‘Most artists don’t want to work with people. They engage in participation, facilitation and educational activities in order to fund their other practice, which is their proper art’.
(Flis Mitchell)

But even in cases where audiences are keen to be involved, artists may find it a struggle to negotiate power over decisions, authorship, ownership; by taking part in the work, people might gain “cultural ownership”, which could make the artist question their role: “what is my role if this is not my work to make, my story to tell?”. In some cases, artistic freedom may be compromised and the quality of the work negatively affected, when modified in order for people to actively contribute to it, so artists need to establish frameworks, systems, rules if they wish to keep control over their goal or vision. In the case of social artworks passed on to a community, when does the work cease to be a work of art and start merging with the everyday? And does it matter? Some artists would consider this a success.

In today’s ideological climate, in which the market values of late capitalism are often promoted under the utilitarian pretenses of mass democracy, the pressure on artists is increasing to create work with a pragmatic dimension as well as social relevance. In order for artists to secure funding (from the Arts Council, for example), they need to make explicit how they will engage audiences; the nature and number of people who will benefit from their work, and in what ways. With public funding, the onus is on the artist to demonstrate the relevance of their contribution and the value of their practice for society in terms of economic or cultural impact. And so artists need people in order to make ends meet, to further their careers, to be able to practice art. People are then the market, the patients, the ignoramuses; and the artist becomes a dealer, a healer, a social worker, a teacher. But is the artist then an artist, and can what they do be defined as art? One practitioner puts it this way:

‘I may be a feminist, a woman, a social worker, and activist, but when I am doing art I am doing something different. I have a different frame of mind. If everything I did were art, it would equally be that nothing was art, as there would be no way to distinguish between them’.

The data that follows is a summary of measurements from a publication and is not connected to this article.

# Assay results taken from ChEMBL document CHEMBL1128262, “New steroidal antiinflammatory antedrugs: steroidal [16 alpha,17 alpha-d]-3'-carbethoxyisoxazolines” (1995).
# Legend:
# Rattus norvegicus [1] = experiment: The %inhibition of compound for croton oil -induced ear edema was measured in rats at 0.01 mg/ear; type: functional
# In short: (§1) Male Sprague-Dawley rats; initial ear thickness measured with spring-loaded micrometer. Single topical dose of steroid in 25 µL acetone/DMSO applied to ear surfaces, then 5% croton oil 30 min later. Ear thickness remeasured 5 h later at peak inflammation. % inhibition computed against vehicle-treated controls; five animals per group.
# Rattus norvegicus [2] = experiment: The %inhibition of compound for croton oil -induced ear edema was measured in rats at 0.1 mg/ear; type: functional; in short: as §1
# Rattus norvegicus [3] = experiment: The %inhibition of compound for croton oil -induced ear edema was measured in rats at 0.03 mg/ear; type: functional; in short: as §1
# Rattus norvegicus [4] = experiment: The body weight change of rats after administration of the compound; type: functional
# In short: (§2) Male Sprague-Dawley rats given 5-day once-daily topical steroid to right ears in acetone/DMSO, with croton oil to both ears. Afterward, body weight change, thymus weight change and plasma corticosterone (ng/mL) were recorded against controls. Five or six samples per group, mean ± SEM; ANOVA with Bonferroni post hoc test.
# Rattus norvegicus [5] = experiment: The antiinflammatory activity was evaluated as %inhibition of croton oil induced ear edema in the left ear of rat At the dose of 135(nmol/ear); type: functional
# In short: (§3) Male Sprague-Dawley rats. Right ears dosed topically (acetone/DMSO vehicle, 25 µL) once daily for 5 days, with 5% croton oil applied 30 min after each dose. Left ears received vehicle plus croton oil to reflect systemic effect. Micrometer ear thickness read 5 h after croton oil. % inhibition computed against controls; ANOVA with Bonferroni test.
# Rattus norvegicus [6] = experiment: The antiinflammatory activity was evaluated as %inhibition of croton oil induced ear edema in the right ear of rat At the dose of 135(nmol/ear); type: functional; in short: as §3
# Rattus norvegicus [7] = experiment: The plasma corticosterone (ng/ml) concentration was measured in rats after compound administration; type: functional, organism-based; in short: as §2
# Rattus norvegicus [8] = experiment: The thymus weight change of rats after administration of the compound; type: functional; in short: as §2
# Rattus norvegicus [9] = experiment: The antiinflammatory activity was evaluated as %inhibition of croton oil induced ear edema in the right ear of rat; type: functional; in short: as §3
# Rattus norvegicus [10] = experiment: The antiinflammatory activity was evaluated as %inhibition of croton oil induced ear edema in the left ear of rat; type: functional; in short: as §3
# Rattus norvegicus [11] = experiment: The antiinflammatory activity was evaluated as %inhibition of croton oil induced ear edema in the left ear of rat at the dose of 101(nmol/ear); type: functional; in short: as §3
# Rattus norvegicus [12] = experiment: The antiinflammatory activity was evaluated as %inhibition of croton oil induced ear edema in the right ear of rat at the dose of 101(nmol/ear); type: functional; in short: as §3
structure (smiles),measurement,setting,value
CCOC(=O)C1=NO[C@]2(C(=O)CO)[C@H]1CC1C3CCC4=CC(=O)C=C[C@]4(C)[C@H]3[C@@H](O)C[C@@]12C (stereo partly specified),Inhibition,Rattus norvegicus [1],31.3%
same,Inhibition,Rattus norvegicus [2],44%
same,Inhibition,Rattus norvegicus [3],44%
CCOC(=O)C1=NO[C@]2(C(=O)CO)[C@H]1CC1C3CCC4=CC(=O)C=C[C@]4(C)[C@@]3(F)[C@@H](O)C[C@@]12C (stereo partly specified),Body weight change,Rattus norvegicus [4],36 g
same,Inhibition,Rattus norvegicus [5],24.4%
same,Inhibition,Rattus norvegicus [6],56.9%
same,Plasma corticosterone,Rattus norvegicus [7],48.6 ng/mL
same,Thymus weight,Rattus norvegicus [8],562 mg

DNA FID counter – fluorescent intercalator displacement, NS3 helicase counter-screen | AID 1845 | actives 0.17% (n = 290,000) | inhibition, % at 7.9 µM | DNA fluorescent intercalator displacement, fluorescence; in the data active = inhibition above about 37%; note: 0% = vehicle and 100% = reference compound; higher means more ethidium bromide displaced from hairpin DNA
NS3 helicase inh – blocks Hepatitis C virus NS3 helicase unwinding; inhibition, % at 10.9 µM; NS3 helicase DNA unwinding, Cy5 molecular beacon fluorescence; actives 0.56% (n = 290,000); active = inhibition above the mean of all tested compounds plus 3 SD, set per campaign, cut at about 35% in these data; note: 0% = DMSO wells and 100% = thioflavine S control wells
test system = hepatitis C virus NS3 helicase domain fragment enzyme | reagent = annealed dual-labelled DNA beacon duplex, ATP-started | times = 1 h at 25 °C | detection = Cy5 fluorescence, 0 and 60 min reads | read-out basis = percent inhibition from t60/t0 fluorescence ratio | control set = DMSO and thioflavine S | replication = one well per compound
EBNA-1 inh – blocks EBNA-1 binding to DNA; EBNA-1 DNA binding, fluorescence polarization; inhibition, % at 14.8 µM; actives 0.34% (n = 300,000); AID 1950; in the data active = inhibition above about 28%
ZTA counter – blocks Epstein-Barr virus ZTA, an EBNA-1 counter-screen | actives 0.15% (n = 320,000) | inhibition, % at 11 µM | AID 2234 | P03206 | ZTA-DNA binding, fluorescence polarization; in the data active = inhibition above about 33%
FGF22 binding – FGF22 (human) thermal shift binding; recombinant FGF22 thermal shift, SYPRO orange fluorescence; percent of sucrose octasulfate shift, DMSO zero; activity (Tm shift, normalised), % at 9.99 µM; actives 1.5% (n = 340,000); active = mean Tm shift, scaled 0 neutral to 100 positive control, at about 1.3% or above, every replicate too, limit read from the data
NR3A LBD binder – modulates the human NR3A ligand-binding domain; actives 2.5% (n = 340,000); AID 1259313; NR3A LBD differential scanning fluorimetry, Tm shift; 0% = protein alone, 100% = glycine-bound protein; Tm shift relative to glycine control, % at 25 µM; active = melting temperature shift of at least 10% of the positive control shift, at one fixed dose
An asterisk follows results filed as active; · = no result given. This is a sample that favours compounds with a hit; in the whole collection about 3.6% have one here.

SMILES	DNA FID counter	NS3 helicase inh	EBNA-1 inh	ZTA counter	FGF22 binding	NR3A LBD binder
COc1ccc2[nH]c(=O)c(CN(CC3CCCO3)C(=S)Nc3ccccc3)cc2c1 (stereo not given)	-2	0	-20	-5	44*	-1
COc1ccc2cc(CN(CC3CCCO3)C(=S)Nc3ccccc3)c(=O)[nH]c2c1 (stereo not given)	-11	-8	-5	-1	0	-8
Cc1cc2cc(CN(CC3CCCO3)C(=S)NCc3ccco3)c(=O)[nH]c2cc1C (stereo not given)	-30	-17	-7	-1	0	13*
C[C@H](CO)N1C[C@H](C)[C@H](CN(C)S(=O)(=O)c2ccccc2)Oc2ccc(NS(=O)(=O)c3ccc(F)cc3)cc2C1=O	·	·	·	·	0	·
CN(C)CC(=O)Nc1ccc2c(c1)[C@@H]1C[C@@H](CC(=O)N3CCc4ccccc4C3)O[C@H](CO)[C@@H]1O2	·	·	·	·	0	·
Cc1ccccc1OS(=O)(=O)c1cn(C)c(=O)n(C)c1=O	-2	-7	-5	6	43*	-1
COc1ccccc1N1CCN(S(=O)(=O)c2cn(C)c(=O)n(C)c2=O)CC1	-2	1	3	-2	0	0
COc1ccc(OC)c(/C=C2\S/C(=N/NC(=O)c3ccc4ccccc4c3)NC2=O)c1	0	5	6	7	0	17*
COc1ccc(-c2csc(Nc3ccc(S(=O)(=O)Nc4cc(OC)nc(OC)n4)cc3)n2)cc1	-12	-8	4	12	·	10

(Flis Mitchel)


For some artists, it is crucial to reach audiences, to open the echo-chambers that lead to political divisions. The question of engagement and widening the usual circles of audiences is not about ticking commissioners’ or funders’ boxes, it is about trying to make the world a better place. It is a generous passion, a wakeup call for society. No matter if these artists only reach a few unexpected people or thousands of anonymous visitors, as long as they can plant seeds for change, visions of beauty, aspirations or empathy, the value of their art is worth far more than capitalist gold.

‘I feel a total sense of emergency; we have to find new ways to live with each other and think about new systems for living.’
(Ailie Rutherford)

And yet, even if artists were to activate changes in the world, to demonstrate that they have done or will do so, is a different story altogether. Documentation and archiving is sometimes integral to an artistic project, or a work of art itself, but often it is just a means of justification to the ‘taxpaying public’, demanded by funding bodies. In their attempt to account for the impact of their work, artists are asked to also become social scientists, historians, analysts… so many things, that is, other than being artists: “Why isn’t doing art enough?”

Artists suggested that a way to overcome these challenges is to adopt a grass roots approach, to establish close links with members of the community, which help create a space where they can feel safe. To be more effective in changing the way others think, artists felt that they need to change the way they think themselves. For one thing, as an artist remarked, their art is made for an audience and did not consider modifying it in order to accommodate this audience a sacrifice. ‘What I want to make’, another artist remarked, ‘is not a transcendental truth; I am communicating things that need to be understood. If they are not, it may be that I should improve my work.’

Initiatives like Tate Exchange, where this event took place, and community discussions informed by philosophical inquiry, as was the case here, were considered a decisive step in the right direction, responding directly to the increasing need to make the time and space where people and artists alike can discuss the work they are looking at or being part of and reflect on it as well as life.